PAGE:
Q: I equip Sword of War and Peace to my Archangel of Thune and hit the enemy. Sword says " gain 1 life for each card in your hand" and I have 5 cards in hand. Do I get 5 life once or do I get 1 life five times? Because, in first case, Archangel triggers once. In second case, she triggers five times.

A: You only get one Archangel trigger from the Sword's ability. (In addition to the one you got from the Archangel's normal lifelink.)

Sword of War and Peace causes one instance of you gaining life equal to the number of cards in your hand; you can tell because that part of the ability only uses one verb, so you're only performing the action it calls for once. If it wanted to have you gain 1 life multiple times, it would have to explicitly instruct you to do so, but that would end up sounding really weird and awkward—something like "You gain 1 life if you have at least one card in hand, then repeat this process for each other card in your hand." Which is just all kinds of weird.

Q: Would Dragon Fangs come back from the graveyard if I play Mistcutter Hydra with an X of 5+?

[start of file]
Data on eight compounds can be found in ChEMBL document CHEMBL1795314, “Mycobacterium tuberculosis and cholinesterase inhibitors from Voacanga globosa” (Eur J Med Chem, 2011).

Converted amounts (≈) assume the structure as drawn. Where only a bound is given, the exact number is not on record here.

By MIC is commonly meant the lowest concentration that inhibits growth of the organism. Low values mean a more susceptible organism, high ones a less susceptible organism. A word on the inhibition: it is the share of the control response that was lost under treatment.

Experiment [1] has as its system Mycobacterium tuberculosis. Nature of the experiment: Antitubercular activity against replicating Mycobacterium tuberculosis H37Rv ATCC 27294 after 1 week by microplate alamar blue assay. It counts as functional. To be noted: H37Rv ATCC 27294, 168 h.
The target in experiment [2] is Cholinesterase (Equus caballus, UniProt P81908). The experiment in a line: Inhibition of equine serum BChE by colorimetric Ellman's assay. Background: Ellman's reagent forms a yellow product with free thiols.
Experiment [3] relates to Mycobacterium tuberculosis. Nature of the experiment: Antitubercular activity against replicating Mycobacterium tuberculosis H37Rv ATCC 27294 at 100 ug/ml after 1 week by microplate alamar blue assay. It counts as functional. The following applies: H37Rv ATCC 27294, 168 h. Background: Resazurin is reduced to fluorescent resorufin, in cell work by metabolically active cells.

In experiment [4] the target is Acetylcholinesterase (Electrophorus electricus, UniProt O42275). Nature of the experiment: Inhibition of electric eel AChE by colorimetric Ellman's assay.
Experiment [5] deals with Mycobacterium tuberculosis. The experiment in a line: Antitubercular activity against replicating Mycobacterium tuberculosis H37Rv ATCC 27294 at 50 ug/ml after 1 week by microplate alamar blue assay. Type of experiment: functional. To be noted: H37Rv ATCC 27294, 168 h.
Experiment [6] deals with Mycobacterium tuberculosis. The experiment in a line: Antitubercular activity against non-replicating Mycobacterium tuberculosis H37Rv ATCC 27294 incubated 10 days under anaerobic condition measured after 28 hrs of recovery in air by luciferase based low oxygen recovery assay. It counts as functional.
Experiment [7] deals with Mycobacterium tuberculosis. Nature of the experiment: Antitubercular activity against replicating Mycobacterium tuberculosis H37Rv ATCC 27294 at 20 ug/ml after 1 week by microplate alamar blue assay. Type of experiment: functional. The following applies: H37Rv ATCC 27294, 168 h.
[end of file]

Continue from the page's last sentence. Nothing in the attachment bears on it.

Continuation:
A: Sadly for you, no. While Mistcutter Hydra may have a converted mana cost of 6 or more on the stack thanks to your choice of X, X isn't defined while the Hydra's not on the stack, which means its converted mana cost will be 1.

Your Hydra will go directly from being a spell on the stack with converted mana cost 6+ to being a creature on the battlefield with a converted mana cost of 1, and since the creature that just entered the battlefield has converted mana cost 1, Dragon Fangs won't trigger.

Q: If I have Sigarda, Host of Herons and my opponent has ultimated Sorin, Solemn Visitor, do I still have to sacrifice since it's the emblem doing it?

A: No, you won't. The thing that's trying to force you to sacrifice a creature is a triggered ability from your opponent's emblem—since your opponent is the one who has the emblem, they control its trigger. And Sigarda says that abilities your opponents control can't cause you to sacrifice creatures.